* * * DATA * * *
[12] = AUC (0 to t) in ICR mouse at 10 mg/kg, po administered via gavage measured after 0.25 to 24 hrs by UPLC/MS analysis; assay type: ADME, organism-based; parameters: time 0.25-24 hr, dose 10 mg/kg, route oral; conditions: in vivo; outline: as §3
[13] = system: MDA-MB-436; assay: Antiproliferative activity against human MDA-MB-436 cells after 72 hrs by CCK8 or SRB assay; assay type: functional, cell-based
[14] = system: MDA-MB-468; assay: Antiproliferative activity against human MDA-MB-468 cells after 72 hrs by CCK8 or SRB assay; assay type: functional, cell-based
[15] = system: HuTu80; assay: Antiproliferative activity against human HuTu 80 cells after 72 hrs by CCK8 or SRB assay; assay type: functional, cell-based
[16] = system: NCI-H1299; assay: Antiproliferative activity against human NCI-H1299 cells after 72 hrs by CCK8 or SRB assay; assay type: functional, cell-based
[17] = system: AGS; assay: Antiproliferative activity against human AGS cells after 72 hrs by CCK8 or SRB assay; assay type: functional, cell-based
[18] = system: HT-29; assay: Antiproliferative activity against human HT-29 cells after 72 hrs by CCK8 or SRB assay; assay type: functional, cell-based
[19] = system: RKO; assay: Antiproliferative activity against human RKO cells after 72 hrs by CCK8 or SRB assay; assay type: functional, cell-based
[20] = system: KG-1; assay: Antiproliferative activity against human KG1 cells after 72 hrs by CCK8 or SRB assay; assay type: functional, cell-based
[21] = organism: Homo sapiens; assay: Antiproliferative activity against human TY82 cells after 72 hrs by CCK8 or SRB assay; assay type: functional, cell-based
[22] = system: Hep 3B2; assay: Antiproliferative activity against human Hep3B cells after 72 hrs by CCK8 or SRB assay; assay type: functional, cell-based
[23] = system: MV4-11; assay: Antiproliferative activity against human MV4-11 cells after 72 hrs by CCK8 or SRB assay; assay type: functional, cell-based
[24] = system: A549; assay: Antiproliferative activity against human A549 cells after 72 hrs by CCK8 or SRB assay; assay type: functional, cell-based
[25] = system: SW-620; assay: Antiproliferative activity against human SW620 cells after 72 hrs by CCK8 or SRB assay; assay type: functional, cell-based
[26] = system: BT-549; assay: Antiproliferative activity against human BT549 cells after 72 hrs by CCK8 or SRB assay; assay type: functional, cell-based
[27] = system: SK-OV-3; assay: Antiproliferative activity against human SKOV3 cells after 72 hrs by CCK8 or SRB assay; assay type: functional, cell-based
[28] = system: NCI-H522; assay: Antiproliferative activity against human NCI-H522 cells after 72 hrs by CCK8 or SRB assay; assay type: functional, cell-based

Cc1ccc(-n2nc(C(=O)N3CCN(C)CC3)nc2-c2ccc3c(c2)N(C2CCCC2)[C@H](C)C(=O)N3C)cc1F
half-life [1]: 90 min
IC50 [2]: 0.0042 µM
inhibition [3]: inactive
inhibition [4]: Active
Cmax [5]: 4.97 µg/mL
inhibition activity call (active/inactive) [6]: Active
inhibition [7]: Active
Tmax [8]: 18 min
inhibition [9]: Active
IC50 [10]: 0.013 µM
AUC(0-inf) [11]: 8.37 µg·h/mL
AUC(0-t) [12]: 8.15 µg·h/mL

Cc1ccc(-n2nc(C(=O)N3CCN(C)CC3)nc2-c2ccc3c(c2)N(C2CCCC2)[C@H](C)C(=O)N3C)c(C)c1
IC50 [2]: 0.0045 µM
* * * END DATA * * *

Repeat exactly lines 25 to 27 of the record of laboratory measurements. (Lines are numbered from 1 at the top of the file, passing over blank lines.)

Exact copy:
inhibition [7]: Active
Tmax [8]: 18 min
inhibition [9]: Active